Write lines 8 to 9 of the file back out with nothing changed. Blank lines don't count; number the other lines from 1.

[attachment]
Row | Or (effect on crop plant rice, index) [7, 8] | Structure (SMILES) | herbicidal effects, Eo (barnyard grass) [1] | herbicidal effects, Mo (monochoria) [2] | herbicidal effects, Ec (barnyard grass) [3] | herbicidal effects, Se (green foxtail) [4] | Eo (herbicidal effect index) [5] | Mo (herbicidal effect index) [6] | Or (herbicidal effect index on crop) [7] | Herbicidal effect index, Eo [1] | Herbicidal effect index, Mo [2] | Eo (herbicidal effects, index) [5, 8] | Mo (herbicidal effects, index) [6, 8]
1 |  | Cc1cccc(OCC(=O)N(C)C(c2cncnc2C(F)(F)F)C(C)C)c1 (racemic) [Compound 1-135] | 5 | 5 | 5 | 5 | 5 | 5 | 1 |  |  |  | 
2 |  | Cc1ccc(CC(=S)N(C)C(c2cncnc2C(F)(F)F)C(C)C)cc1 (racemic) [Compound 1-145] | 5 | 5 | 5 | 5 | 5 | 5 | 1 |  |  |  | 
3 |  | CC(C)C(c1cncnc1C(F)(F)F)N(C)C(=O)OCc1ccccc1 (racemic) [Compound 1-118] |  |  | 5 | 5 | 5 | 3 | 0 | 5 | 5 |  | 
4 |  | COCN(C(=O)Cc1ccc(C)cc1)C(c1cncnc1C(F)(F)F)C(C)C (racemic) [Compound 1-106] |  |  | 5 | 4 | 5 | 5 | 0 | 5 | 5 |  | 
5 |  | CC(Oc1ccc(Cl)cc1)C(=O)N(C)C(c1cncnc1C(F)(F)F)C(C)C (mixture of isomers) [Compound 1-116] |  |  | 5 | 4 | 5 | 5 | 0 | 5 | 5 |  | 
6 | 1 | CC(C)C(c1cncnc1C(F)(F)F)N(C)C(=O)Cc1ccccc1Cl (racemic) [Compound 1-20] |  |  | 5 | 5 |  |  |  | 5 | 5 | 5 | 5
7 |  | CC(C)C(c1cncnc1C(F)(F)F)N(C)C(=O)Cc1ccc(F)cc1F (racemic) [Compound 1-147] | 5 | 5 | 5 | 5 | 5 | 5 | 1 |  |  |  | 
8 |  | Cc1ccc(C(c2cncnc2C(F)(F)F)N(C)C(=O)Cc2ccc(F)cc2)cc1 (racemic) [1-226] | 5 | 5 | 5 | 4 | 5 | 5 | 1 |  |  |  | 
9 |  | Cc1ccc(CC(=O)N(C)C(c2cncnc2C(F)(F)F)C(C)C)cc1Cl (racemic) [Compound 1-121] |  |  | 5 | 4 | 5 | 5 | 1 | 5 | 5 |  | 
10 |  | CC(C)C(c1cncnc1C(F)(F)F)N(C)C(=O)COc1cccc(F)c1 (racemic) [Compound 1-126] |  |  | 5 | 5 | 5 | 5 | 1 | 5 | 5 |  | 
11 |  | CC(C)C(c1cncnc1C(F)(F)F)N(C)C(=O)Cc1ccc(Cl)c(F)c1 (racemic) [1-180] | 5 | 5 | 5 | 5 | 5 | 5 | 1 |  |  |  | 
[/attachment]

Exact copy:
7 |  | CC(C)C(c1cncnc1C(F)(F)F)N(C)C(=O)Cc1ccc(F)cc1F (racemic) [Compound 1-147] | 5 | 5 | 5 | 5 | 5 | 5 | 1 |  |  |  | 
8 |  | Cc1ccc(C(c2cncnc2C(F)(F)F)N(C)C(=O)Cc2ccc(F)cc2)cc1 (racemic) [1-226] | 5 | 5 | 5 | 4 | 5 | 5 | 1 |  |  |  | 